The Republic of Maldives lounges in two rows of atolls in the Indian Ocean, just across the equator, and is also known as the Maldives Islands. It is neighbored by India and Sri Lanka and stands in the Laccadive Sea.


The Maldives is composed of 1,192 coral islands, which are grouped in a double chain of 26 ring lined atolls, ahead of the north-south direction, covering roughly 90,000 square kilometers (35,000 sq mi), becoming one of the world's most dispersed countries. 80% of the Maldivian territory is 1 meter or less above sea level.


The weather in the Maldives is generally warm and humid year round, determined by the monsoons. The sun shines all year through because of the equatorial position of the country. Average temperature around 25 - 32 degrees Celsius.

What to wear:

The dress code is generally casual. T-shirts and cotton clothing are most suitable. In Male', the capital island and other inhabited islands it is recommended that women wear modest clothing, by covering their shoulders and knees.


The Maldives population is about 338,442 according to 2012 estimates. The origin of the Maldivians is lost in antiquity, but history reveals that the islands have been populated for over 3,000 years ago. The first settlers came from the coastal regions of India and Sri Lanka. It is easy to feel comfortable and relaxed with a Maldivian because of they are warm, friendly and hospitable by nature.


Maldives or Dhivehi Raajje, the old Maldivian name of the country, has a proud history and rich culture evolved from the first settlers who were from various parts of the world travelling the seas in ancient times. The Maldives has been a fusion of different cultures as people from different parts of the world came here and settled down. A few of the local music and dance for instance are having African influences, with hand beating of drums. As one would expect there is a great South Asian influence in some of the music and dancing and especially in the traditional food of the Maldivians. Their favorite dishes are the curries. Yet, many of the South Asian habits especially regarding women - for example the Sub Continent's tradition of secluding women from public view - are not tenets of life here. In fact women play a major role in society - not surprising considering the fact men spend the whole day out at sea fishing. Many of the traditions are strongly related to the seas and the fact that life is dependent on the seas around us.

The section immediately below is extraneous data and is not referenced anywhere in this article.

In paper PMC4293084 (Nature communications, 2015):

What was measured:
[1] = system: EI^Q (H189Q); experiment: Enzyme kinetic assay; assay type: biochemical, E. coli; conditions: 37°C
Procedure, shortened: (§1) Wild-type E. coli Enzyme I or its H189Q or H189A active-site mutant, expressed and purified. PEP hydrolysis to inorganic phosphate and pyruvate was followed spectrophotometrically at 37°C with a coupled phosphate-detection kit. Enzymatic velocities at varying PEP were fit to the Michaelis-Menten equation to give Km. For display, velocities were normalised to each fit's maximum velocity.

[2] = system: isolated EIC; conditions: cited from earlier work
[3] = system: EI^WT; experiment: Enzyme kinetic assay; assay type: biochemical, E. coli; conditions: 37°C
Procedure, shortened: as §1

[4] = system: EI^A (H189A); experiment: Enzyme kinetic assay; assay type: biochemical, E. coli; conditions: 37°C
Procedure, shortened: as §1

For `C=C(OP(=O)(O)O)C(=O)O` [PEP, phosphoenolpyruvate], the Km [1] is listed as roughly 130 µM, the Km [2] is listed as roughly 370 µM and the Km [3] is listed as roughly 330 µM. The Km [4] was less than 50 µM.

In 1153, Maldives embraced Islam, and since then it became very important in the life of Maldivians. The Muslim Calendar coordinates the main events and festivals in the country. Children are taught the Arabic alphabet from infancy, so they could recite The Noble Quran; religion education is provided both at school and at home.


The official Maldivian language is called Dhivehi and it is spoken in all the Maldives islands. It involves the use of many English, Hindi and Arabic words. English is also recognized as the second main language and it is widely spoken by Maldivians so visitors can easily communicate with the locals.


Tourism is the largest economic activity in the Republic of Maldives and it accounts for 30% of GDP and more than 60% of foreign exchange receipts. The second leading sector is represented by fishing, but unfortunately the fish catch has dropped sharply in the last years. The Maldivian economy is regarded as exemplary in the region and welcomes foreign investment.


The currency in the Maldives is represented by the Rufiyaa and Laaree. The exchange rate for US Dollar is MRf.15.42 for the dollar. The US Dollar is the most commonly used foreign currency. Payments in the resorts and hotels can be made in most hard currency in cash, travellers' cheques or credit cards. Commonly used credit cards are American Express, Visa, Master Card, Diners Club, JCB and Euro Card.


In Maldives, the educational standards are among the highest in the region and the schools are following the British system of education. All the school subjects are being studied in English, apart from 2 subjects: Islam and Dhivehi. The functional literacy rate is 98%.


Maldives is trying her best to meet the goals of the MDGs, by expanding the health services throughout the country, and by effective immunization programs and the availability of better health care facilities. The Indhira Gandhi Memorial Hospital (IGMH) in Male' is the biggest hospital in the country providing sophisticated medical care. ADK Hospital is the biggest private health care facility and follows high medical standards. Some resorts have in-house doctors. A decompression chamber is within easy reach of most resorts in case of a diving emergency.

Local Time:

GMT 5 hours

Business Hours:

In the government sector, the business hours are from Sunday to Thursday 7.30 - 14.30 and in the private sector from 9.00 to 5.00, although most offices in the private sector open for a half day on Saturday. Friday and Saturday are considered as weekend days.


Maldives has a sophisticated communication system, which is having international satellite links and the latest technology. IDD facilities are available on all resorts and card phones are available everywhere in the country. Dhiraagu and Wataniya are the Maldivian Telecommunications Companies which are the Internet service providers and they cater mobile telephones for daily rental.


The electric system is 230-240 Volts -AC. The UK 3 square pin adaptors are mostly used all over the country.

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